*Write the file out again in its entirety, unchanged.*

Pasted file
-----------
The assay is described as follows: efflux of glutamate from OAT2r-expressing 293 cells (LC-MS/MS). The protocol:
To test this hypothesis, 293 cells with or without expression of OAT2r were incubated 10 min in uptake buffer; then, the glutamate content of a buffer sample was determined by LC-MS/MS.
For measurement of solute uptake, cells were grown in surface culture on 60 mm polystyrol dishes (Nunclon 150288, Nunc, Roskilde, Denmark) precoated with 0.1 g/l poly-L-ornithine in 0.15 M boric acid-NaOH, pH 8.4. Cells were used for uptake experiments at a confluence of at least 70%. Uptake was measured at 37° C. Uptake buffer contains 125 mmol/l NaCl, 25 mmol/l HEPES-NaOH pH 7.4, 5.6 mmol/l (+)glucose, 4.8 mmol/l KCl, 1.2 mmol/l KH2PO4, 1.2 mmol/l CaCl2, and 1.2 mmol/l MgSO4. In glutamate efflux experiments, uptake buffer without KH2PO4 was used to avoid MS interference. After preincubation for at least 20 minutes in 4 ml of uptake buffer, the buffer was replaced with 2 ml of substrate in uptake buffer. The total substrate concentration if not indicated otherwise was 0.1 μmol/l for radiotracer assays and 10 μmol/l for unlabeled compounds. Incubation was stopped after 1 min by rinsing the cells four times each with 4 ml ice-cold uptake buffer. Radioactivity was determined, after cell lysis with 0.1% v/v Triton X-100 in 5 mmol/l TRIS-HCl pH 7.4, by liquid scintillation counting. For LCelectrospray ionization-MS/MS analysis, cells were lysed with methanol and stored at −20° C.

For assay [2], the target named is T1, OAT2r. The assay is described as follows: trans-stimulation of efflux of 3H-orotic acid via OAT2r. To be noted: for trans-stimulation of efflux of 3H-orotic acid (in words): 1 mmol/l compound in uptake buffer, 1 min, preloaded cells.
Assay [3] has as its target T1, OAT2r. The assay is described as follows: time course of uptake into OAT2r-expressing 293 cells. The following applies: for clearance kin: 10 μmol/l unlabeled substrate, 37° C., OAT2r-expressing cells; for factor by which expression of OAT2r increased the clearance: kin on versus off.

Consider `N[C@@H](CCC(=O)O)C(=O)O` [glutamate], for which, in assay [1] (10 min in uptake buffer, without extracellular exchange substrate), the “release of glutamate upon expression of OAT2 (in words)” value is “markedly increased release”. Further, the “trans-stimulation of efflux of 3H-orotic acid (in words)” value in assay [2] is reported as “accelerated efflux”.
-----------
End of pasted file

The assay is described as follows: efflux of glutamate from OAT2r-expressing 293 cells (LC-MS/MS). The protocol:
To test this hypothesis, 293 cells with or without expression of OAT2r were incubated 10 min in uptake buffer; then, the glutamate content of a buffer sample was determined by LC-MS/MS.
For measurement of solute uptake, cells were grown in surface culture on 60 mm polystyrol dishes (Nunclon 150288, Nunc, Roskilde, Denmark) precoated with 0.1 g/l poly-L-ornithine in 0.15 M boric acid-NaOH, pH 8.4. Cells were used for uptake experiments at a confluence of at least 70%. Uptake was measured at 37° C. Uptake buffer contains 125 mmol/l NaCl, 25 mmol/l HEPES-NaOH pH 7.4, 5.6 mmol/l (+)glucose, 4.8 mmol/l KCl, 1.2 mmol/l KH2PO4, 1.2 mmol/l CaCl2, and 1.2 mmol/l MgSO4. In glutamate efflux experiments, uptake buffer without KH2PO4 was used to avoid MS interference. After preincubation for at least 20 minutes in 4 ml of uptake buffer, the buffer was replaced with 2 ml of substrate in uptake buffer. The total substrate concentration if not indicated otherwise was 0.1 μmol/l for radiotracer assays and 10 μmol/l for unlabeled compounds. Incubation was stopped after 1 min by rinsing the cells four times each with 4 ml ice-cold uptake buffer. Radioactivity was determined, after cell lysis with 0.1% v/v Triton X-100 in 5 mmol/l TRIS-HCl pH 7.4, by liquid scintillation counting. For LCelectrospray ionization-MS/MS analysis, cells were lysed with methanol and stored at −20° C.

For assay [2], the target named is T1, OAT2r. The assay is described as follows: trans-stimulation of efflux of 3H-orotic acid via OAT2r. To be noted: for trans-stimulation of efflux of 3H-orotic acid (in words): 1 mmol/l compound in uptake buffer, 1 min, preloaded cells.
Assay [3] has as its target T1, OAT2r. The assay is described as follows: time course of uptake into OAT2r-expressing 293 cells. The following applies: for clearance kin: 10 μmol/l unlabeled substrate, 37° C., OAT2r-expressing cells; for factor by which expression of OAT2r increased the clearance: kin on versus off.

Consider `N[C@@H](CCC(=O)O)C(=O)O` [glutamate], for which, in assay [1] (10 min in uptake buffer, without extracellular exchange substrate), the “release of glutamate upon expression of OAT2 (in words)” value is “markedly increased release”. Further, the “trans-stimulation of efflux of 3H-orotic acid (in words)” value in assay [2] is reported as “accelerated efflux”.